In 2000, California's foreign-born population numbered 8,864,255, or 26% of the state's total population, the largest percentage among the 50 states. Nearly one-third of all foreign-born persons in the US live in California. Latin Americans account for about half of foreign-born Californians, while Asians account for another third. As of 2002, nearly four-fifths of foreign-born Californians lived in the metropolitan areas of Los Angeles (5.1 million) and San Francisco (1.9 million).
The westward movement of American settlers in the third quarter of the 19th century, followed by German, Irish, North Italian, and Italian Swiss immigrants, overshadowed but did not obliterate California's Spanish heritage. In 2000, 10,966,556 (32.4%) of the state's residents were of Hispanic or Latino origin, up from 7,688,000 (25.8%) in 1990, and more than the total for any other state. The census of 2000 recorded that the majority—8,455,926,
California Counties, County Seats, and County Areas and Populations
|COUNTY||COUNTY SEAT||LAND AREA (SQ MI)||POPULATION (2002 EST.)||COUNTY||COUNTY SEAT||LAND AREA (SQ MI)||POPULATION (2002 EST.)|
|*The city and county of San Francisco are coterminous.|
|Contra Costa||Martinez||730||992,358||San Bernardino||San Bernardino||20,064||1,816,072|
|Del Norte||Crescent City||1,007||27,482||San Diego||San Diego||4,212||2,906,660|
|El Dorado||Placerville||1,715||165,744||San Francisco||San Francisco*||46||764,049|
|Glenn||Willows||1,319||26,623||San Luis Obispo||San Luis Obispo||3,308||253,408|
|Humboldt||Eureka||3,579||127,159||San Mateo||Redwood City||447||703,202|
|Imperial||El Centro||4,173||146,248||Santa Barbara||Santa Barbara||2,748||403,084|
|Inyo||Independence||10,223||18,214||Santa Clara||San Jose||1,293||1,683,505|
|Kern||Bakersfield||8,130||694,059||Santa Cruz||Santa Cruz||446||253,814|
|Los Angeles||Los Angeles||4,070||9,806,577||Solano||Fairfield||834||411,072|
up from 5,322,170 in 1990—were Mexican-Americans; there were also 140,570 Puerto Ricans and 72,286 Cubans. After World War II, the Hispanic communities of Los Angeles, San Diego, and other southern California cities developed strong political organizations. Increasing numbers of Mexican-Americans have won local, state, and federal elective office, though their potential remains unrealized.
In 2000 California had the largest Asian population of any state—3,697,513 (up from 2,846,000 in 1990), or 10.9% of the state's total population (the 2nd-highest percentage in the nation). In the same year there were 116,961 Pacific Islanders (including more native Hawaiians than in any state except Hawaii). Chinese workers were first brought to California between 1849 and 1882, when the Chinese Exclusion Act was passed by Congress. In 2000 the Chinese constituted the largest group among California's Asian population, numbering 980,642, or 2.9% of the population. The nation's oldest and largest Chinatown is in San Francisco. Although Chinese-Americans, as they prospered, moved to suburban areas, the seats of the powerful nationwide and worldwide merchant and clan associations are in that city. Los Angeles also has a Chinese district.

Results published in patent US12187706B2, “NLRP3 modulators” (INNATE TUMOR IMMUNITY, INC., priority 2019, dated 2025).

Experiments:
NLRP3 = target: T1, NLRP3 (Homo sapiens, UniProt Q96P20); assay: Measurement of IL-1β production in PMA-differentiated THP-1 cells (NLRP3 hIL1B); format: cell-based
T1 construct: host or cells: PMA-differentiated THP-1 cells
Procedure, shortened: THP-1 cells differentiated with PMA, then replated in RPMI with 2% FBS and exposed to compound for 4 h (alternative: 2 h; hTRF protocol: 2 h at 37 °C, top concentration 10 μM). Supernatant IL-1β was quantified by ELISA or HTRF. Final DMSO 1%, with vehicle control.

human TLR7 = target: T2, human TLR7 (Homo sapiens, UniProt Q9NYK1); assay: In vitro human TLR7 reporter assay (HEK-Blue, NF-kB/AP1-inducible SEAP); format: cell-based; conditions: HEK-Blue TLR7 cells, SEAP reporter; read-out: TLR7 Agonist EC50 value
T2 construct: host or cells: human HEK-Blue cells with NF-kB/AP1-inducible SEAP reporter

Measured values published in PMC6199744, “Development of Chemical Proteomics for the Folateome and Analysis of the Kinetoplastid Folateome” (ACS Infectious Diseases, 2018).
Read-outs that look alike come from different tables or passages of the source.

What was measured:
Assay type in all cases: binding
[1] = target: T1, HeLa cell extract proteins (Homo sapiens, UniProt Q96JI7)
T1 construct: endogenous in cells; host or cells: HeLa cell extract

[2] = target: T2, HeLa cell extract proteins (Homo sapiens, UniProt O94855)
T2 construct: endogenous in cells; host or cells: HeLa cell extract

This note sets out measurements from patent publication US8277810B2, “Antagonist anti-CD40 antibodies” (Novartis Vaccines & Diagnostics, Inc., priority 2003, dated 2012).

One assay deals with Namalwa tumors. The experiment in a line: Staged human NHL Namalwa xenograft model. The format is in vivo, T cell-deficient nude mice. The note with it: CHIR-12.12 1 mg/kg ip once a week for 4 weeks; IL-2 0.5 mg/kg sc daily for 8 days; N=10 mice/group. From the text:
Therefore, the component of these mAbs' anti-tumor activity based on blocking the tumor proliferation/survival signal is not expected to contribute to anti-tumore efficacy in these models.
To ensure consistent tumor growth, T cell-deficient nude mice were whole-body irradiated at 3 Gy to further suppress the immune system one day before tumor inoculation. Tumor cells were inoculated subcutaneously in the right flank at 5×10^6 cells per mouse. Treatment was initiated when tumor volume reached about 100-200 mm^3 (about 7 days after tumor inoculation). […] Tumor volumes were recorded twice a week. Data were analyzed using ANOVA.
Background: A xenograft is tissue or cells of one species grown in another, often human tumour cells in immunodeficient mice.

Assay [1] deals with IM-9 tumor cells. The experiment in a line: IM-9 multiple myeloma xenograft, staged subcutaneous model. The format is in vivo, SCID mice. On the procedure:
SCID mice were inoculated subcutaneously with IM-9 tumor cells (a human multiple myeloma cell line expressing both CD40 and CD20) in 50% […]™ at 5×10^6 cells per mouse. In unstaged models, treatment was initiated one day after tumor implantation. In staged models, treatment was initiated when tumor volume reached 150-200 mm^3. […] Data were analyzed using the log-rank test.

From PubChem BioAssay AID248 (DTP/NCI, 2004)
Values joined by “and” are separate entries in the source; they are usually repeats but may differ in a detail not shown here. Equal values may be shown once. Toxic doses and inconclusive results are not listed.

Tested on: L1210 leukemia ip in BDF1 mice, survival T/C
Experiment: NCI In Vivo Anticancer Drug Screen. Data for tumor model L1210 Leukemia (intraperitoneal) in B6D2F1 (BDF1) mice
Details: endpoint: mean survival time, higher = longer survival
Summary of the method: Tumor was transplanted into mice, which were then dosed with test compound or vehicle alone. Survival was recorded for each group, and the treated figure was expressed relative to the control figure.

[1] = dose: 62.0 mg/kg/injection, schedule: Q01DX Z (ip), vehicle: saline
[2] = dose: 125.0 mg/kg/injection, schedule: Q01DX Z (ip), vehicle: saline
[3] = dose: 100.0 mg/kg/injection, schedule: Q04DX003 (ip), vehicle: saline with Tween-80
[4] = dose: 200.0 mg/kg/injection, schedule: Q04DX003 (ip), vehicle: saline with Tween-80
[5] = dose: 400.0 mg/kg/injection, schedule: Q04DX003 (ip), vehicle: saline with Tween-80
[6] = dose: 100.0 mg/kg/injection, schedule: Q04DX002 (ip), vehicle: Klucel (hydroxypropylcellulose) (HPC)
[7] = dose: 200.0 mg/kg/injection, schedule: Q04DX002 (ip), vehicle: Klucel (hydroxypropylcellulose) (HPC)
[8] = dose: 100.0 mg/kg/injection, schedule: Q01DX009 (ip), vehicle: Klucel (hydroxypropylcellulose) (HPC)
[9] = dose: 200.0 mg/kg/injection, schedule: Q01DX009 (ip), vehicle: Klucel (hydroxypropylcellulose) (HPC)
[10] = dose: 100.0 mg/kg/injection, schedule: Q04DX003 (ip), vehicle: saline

The Japanese, spread throughout the western seaboard states, were engaged mainly in agriculture, along with fishing and small business, until their removal and internment during World War II. After the war, some continued in market gardening and other family agriculture, but most, deprived of their landholdings, entered urban occupations, including the professions; many dispersed to other regions of the country. In 2000 there were 288,854 Japanese in California, down from 353,251 in 1990.
After the Chinese, the most populous Asian group in California in 2000 was the Filipino community, with 918,678, or 2.7% of the total state population. In 2000 California also had 345,882 Koreans, 447,032 Vietnamese (up from 242,946 in 1990), 314,819 Asian Indians (up from 112,560), 55,456 Laotians, 20,571 native Hawaiians (down from 43,418 in 1990), 37,498 Samoans, and 20,918 Guamanians.
American Indians and Alaska natives numbered around 333,346 in 2000 (up from 242,000 in 1990), the greatest number of any state in the country. The figure for American Indians includes Indians native to California and many others coaxed to resettle there under a policy that sought to terminate tribal status. Along with the remaining indigenous tribes in California, there is also a large urban Indian population, especially in Los Angeles, which has more Indians than any other US city. Many of the urban Indians were unprepared for the new kind of life and unable to earn an adequate living; militant Indians have made dramatic, but on the whole unsuccessful, protests aimed at bettering their condition.
Black Americans constitute a smaller proportion of California's population than of the nation's as a whole: less than 7% in 2000. Nevertheless, California still had the fifth-largest black population, numbering 2,263,882. Considerable migration of blacks took place during World War II, when defense industries on the West Coast offered new opportunities.